In all likelihood, other campus funding sources have been—and probably continue to be—involved in funding the campus parking system, argues Siegman. “This is a pretty typical situation, where all kinds of cross-subsidies occur, leaving people confused about the real cost of parking and the actual dollars required to create and sustain a parking system.”

A good case in point is the often “invisible” subsidy of the many acres of land that institutions provide in the way of surface lots to drive-alone commuters, explains Siegman. “Interestingly, once campuses get into this situation, where they have historically provided valuable land free of charge to anyone who brings a car to campus, this often becomes seen as an entitlement, and universities then adopt policies that require any building placed on the land to pay a 'replacement parking fee,' which is then used to offset the cost of parking structures.” Since these policies rarely are well known, it's generally not recognized that, while some share of parking fee revenue may go to help support transit programs, large subsidies—of either free land or dollars from other campus funds, or both—often support the parking system, explains Siegman.

What some also don't realize is that a parking structure—often built to replace surface lots—can easily cost 10 times as much or more per parking space than a surface lot, says Siegman. He suggests that before sinking tens of millions of dollars into a parking structure, do the math.

Average, Marginal, and Life-Cycle Costs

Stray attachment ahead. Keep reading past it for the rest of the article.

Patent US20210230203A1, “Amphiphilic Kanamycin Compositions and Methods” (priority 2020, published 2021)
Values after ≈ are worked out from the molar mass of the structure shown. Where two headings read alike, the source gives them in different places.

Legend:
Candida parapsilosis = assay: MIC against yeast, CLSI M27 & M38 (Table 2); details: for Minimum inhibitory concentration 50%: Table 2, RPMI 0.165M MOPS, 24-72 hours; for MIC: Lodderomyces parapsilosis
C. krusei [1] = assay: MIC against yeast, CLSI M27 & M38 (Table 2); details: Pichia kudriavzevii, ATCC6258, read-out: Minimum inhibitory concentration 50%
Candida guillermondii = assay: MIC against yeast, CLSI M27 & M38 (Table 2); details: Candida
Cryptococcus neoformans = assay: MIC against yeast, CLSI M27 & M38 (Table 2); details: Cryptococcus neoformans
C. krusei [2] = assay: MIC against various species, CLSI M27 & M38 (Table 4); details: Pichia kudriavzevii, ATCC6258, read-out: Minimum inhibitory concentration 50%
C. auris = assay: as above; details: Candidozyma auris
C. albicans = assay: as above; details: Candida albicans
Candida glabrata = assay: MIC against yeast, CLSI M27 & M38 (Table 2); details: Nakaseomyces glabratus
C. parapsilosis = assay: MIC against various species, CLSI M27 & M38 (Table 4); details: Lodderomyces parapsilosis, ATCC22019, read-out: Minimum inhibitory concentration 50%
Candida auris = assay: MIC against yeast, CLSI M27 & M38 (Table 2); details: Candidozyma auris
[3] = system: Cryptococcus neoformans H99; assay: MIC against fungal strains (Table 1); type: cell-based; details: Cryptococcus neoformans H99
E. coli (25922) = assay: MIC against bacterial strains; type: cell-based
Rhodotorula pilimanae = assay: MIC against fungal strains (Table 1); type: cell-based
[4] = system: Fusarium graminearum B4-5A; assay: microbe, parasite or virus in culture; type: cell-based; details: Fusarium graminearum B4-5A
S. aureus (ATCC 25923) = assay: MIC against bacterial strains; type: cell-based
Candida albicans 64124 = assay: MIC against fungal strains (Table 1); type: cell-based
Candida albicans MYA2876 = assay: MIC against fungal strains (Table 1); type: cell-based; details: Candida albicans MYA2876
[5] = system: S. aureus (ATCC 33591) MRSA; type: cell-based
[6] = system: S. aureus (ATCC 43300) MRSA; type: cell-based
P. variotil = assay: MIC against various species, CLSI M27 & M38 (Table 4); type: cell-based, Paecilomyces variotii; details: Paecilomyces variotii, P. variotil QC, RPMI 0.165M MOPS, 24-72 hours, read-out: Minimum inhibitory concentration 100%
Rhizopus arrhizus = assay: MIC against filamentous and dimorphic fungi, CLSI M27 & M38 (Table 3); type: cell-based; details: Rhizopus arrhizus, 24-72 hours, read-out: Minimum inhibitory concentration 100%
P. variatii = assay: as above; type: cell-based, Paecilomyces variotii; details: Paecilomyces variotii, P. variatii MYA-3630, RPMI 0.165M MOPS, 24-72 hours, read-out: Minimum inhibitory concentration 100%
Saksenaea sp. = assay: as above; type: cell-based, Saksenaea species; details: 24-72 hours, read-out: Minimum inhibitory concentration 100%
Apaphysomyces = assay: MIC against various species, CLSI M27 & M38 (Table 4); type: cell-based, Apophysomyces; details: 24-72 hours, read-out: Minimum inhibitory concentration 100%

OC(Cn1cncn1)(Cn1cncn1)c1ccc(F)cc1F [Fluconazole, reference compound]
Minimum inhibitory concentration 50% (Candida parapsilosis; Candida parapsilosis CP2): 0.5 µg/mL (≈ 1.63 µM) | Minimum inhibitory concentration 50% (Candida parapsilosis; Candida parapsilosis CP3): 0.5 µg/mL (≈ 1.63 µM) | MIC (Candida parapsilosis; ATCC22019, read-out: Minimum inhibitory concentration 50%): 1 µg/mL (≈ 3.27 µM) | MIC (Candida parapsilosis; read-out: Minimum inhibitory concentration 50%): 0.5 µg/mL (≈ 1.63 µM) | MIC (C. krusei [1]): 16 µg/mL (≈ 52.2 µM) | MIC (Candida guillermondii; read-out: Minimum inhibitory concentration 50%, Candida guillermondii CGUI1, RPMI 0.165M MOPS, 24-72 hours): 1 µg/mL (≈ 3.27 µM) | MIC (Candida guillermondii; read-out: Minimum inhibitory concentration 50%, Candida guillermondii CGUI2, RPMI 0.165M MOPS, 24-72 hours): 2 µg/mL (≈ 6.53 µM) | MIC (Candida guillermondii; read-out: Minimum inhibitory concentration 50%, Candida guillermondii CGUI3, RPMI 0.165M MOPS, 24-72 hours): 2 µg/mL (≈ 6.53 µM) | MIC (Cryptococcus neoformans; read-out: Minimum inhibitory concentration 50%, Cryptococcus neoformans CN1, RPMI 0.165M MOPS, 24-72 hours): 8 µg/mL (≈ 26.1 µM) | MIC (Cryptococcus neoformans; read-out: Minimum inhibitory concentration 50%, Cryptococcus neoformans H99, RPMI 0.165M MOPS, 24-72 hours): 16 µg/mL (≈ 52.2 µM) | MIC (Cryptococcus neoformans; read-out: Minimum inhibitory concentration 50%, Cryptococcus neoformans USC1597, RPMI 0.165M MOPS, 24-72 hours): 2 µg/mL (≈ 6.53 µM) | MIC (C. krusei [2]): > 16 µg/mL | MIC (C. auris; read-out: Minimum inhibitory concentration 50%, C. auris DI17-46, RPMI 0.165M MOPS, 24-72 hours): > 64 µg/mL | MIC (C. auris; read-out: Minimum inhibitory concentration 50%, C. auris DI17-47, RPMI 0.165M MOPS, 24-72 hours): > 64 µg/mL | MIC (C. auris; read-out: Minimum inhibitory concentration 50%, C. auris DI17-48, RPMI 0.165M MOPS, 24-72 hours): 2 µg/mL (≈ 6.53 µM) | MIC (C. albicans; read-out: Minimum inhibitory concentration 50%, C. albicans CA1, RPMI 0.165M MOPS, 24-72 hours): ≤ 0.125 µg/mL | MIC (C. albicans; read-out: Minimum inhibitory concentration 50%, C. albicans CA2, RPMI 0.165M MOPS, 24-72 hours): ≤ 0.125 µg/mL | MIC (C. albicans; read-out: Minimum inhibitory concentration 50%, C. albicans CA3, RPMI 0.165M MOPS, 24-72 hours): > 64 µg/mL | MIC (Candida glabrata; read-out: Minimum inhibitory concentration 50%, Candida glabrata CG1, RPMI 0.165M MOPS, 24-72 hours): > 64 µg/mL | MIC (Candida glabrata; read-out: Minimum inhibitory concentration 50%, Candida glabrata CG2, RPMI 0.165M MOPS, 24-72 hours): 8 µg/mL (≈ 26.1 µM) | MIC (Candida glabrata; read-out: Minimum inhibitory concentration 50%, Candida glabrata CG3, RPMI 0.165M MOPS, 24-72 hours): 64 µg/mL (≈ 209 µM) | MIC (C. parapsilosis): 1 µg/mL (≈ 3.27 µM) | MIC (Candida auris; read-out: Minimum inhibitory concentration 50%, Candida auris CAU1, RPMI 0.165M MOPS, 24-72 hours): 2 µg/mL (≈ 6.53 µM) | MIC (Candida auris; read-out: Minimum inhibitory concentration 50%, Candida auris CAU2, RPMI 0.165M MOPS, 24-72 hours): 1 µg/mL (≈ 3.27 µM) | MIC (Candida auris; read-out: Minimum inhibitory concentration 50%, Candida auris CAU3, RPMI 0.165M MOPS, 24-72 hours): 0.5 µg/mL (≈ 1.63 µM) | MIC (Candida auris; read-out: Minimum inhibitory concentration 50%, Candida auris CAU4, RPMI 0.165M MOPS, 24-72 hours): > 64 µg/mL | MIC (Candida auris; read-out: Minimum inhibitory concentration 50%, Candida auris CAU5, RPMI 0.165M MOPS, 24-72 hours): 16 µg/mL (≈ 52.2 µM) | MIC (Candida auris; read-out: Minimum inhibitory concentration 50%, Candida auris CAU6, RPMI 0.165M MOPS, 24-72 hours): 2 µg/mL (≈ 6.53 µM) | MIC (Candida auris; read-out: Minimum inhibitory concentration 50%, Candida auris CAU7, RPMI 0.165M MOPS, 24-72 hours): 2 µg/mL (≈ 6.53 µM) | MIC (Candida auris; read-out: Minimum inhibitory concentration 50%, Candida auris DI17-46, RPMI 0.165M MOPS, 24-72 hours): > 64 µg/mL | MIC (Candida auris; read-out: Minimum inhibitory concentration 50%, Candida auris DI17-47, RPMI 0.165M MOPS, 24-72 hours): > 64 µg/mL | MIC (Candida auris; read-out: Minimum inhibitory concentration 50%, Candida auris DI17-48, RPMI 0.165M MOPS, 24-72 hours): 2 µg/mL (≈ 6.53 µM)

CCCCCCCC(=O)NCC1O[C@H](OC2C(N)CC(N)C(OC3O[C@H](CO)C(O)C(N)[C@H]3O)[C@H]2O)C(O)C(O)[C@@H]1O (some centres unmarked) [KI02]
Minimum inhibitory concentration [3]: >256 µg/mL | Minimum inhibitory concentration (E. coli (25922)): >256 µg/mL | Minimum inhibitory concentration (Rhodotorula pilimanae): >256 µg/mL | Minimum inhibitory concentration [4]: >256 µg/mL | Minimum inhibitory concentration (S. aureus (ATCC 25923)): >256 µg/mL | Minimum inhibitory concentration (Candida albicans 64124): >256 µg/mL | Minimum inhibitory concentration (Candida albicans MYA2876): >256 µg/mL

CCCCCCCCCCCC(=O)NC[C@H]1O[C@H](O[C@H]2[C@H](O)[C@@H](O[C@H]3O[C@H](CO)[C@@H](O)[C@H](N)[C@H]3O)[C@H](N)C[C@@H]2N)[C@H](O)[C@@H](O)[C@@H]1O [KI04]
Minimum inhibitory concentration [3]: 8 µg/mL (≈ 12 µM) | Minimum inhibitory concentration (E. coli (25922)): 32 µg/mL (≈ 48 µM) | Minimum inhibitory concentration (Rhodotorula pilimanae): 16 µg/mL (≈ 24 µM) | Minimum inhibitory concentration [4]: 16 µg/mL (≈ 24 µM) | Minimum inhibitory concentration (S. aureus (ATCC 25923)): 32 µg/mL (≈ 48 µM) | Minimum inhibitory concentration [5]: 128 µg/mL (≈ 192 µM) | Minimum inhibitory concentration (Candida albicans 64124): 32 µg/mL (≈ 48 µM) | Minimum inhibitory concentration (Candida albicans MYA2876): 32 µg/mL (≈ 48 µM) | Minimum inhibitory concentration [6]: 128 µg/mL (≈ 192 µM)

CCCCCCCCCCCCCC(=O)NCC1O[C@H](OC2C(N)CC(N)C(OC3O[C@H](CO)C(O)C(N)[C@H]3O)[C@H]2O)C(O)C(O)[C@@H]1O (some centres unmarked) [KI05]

Siegman advises to first distinguish between average and marginal costs for parking. To determine average cost, tally the expenses associated with all parking and then divide that sum by the number of parking spaces on campus. The marginal cost is the expense required to add one more parking space. “Those are often two very different costs,” says Siegman.

The next step is to determine the life-cycle cost of adding spaces to your parking inventory. The cost calculation for a new parking structure is not dissimilar to figuring out the cost of a mortgage on a house, says Siegman. Consider the following example:

A structure that creates 1,000 spaces at a total cost of $35 million translates into roughly $35,000 per parking space. If the university issues bonds to pay for the debt, assuming a 35-year loan at a 6 percent long-term interest rate, you would arrive at an annual debt service of roughly $2,400 per space per year. That would come to $9 per space per workday. What is still missing from this figure is any associated operational costs to maintain elevators, electricity, lighting and sweeping, security, and parking gates and enforcement officers, notes Siegman. Let's say that adds another $500 per space per year. The total now rings up to something like $11 per space per workday.

“The basic message here is that any alternative transit option you can offer that costs less than this daily parking cost will save your institution money,” says Siegman. The reason it is so important to figure out the life-cycle costs to build and operate a parking structure is so you can fairly compare the costs of all transportation options, says Siegman. “When institution leaders do these comparisons, they often begin to understand how incredibly cost-effective alternative transit programs are compared to continuing to subsidize campus parking.”